The benefits of green roofs are many: longer roof lifespan, greater sound insulation, reduced heating and cooling system needs, and a cutback in storm water runoff. Green roofs decrease carbon dioxide and increase oxygen in cities, making them cooler in the process and reversing the so-called "urban heat island effect." In short, green roofs are the great green hope of many environmentalists, politicians, and architects interested in more efficient and environmentally aware buildings. From a design standpoint, however, there is less consensus. While some see the roof garden as a visual statement using plants, geometric lines, and sculptural elements, others believe concerns for sustainability should outweigh visual appeal. A green roof that combines aesthetics and mechanics has become the goal of many a landscape architect.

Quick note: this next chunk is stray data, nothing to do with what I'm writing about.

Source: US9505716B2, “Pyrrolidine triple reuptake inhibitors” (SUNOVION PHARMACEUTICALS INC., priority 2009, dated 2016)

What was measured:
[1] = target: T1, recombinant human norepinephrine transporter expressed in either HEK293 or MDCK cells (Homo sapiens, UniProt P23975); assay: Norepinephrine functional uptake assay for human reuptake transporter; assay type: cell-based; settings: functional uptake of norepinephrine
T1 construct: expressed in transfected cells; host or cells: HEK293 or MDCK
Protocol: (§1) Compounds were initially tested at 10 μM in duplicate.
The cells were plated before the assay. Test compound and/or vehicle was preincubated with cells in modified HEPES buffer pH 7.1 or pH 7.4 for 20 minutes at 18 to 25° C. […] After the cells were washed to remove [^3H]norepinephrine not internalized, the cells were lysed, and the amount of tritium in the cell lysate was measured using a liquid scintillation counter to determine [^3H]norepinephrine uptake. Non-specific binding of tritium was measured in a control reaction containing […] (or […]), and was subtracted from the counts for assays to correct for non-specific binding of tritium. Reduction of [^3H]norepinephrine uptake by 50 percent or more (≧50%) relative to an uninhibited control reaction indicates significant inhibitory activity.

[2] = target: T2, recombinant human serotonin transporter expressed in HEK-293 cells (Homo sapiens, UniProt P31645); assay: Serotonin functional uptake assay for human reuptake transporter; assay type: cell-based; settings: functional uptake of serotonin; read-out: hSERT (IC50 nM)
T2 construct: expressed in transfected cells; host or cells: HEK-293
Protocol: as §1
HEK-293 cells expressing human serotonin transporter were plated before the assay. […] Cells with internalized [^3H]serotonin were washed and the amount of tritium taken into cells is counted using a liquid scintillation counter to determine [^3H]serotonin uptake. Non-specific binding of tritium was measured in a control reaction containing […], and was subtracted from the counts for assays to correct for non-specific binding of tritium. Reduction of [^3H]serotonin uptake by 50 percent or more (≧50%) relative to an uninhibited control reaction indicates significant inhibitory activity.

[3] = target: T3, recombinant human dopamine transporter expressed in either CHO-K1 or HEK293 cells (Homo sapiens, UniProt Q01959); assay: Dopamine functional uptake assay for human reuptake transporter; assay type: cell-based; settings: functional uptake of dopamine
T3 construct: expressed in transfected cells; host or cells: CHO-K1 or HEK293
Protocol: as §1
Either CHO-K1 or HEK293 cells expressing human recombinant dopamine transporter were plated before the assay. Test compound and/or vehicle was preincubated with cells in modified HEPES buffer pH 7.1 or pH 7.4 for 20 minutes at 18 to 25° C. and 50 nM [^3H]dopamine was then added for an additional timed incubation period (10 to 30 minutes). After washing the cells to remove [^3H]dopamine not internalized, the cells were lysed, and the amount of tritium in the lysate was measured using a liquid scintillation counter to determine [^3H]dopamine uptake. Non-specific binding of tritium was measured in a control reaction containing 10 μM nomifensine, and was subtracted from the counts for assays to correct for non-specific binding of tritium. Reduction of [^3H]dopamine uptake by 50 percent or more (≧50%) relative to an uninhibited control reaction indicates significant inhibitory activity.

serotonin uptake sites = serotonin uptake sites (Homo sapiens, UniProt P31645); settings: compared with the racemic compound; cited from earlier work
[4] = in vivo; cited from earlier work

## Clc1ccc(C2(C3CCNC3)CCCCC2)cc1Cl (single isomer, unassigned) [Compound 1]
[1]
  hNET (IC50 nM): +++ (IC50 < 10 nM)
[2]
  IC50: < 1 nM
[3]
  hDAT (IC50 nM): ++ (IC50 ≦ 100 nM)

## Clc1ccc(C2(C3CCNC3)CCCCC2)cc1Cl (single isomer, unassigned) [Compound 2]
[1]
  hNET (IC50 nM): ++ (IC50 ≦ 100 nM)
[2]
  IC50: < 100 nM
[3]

To address this quandary, the American Society of Landscape Architects (ASLA) commissioned renowned landscape architects, Michael Van Valkenburgh Associates in collaboration with the Conservation Design Forum to design a 3,300-square-foot green roof garden for its Washington, D.C. headquarters. In Green Roof Gardens, author Christian Werthmann uses this detailed case study to explain the history, methodology, and design process of green roof garden construction, providing a rich source of inspiration and technical knowledge for anybody interested in this simple solution to many of the environmental challenges we face today.